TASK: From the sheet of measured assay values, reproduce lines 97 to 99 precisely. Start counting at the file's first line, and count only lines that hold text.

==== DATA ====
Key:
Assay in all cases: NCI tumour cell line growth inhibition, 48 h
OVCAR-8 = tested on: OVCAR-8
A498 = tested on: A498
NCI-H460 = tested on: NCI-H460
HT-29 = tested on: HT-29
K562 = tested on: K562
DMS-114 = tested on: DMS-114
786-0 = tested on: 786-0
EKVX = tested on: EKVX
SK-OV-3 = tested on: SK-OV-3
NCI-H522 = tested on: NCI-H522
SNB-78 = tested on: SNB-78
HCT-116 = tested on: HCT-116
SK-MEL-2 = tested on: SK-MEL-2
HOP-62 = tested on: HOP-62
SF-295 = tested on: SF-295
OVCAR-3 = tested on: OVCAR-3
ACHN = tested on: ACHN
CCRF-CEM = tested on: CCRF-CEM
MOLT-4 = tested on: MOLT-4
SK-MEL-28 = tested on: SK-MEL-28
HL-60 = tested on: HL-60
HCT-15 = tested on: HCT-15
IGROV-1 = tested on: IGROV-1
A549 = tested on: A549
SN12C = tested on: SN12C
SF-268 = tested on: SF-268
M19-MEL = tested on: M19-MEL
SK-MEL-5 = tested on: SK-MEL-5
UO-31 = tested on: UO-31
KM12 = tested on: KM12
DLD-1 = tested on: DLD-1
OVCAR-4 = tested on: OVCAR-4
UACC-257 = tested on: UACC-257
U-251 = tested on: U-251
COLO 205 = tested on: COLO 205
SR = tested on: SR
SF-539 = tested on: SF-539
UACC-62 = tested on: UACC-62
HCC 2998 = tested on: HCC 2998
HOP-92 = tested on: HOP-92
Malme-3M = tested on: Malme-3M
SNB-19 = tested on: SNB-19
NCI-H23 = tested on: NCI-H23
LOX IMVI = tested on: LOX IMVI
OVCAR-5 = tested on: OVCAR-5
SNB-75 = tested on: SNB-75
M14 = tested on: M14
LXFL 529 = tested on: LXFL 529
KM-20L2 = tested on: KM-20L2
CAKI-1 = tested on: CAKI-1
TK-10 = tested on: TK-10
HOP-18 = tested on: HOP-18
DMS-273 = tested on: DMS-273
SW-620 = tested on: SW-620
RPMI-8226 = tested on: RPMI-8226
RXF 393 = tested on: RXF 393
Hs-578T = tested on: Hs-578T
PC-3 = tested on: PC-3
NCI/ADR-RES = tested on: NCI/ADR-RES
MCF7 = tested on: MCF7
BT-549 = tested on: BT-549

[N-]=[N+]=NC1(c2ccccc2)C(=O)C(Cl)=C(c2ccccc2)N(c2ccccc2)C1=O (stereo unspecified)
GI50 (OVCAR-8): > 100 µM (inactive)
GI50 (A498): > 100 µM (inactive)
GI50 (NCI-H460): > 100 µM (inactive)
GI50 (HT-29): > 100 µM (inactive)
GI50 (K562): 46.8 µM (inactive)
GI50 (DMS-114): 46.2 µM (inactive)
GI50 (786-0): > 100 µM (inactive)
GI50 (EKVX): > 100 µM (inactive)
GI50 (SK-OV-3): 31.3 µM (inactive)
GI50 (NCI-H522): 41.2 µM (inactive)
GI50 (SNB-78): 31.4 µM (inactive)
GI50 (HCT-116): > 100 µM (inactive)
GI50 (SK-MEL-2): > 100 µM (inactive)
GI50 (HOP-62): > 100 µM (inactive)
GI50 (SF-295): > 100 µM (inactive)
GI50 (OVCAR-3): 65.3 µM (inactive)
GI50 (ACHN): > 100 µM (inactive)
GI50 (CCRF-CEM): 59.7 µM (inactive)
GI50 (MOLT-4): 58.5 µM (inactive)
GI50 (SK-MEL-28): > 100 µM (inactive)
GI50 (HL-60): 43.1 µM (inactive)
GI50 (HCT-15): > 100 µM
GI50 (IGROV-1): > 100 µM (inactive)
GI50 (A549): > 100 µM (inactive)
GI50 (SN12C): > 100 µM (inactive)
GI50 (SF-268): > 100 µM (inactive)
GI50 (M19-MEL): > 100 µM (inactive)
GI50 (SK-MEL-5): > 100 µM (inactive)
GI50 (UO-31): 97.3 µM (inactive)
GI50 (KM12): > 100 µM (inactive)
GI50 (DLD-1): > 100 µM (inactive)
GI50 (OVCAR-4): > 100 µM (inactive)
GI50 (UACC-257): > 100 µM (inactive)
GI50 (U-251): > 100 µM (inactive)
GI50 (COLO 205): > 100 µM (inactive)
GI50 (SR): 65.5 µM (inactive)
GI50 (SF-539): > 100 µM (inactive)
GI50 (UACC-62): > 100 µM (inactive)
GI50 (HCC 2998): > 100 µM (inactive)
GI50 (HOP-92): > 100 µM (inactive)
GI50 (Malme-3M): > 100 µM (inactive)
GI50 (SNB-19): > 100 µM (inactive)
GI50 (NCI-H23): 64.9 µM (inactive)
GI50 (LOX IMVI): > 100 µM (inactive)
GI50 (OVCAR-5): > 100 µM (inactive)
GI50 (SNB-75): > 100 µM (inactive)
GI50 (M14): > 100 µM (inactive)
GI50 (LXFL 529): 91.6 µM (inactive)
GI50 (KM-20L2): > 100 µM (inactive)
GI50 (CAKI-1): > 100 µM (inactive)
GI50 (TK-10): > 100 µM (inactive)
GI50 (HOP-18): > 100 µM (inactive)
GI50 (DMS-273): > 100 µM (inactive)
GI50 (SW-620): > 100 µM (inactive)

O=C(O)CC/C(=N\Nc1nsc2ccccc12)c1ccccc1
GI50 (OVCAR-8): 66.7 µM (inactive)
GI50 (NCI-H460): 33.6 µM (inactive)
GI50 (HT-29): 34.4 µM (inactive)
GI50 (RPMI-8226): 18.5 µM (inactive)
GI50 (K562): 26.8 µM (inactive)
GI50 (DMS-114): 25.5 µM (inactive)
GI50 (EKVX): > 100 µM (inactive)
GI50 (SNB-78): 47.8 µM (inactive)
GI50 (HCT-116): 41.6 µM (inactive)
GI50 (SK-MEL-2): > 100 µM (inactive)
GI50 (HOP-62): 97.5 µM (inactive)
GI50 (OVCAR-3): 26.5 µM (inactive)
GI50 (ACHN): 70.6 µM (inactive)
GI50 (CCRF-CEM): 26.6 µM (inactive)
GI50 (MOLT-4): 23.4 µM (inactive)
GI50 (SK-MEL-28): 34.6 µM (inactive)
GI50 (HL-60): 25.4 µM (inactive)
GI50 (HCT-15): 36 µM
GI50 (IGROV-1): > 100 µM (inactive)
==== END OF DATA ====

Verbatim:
GI50 (UACC-257): > 100 µM (inactive)
GI50 (U-251): > 100 µM (inactive)
GI50 (COLO 205): > 100 µM (inactive)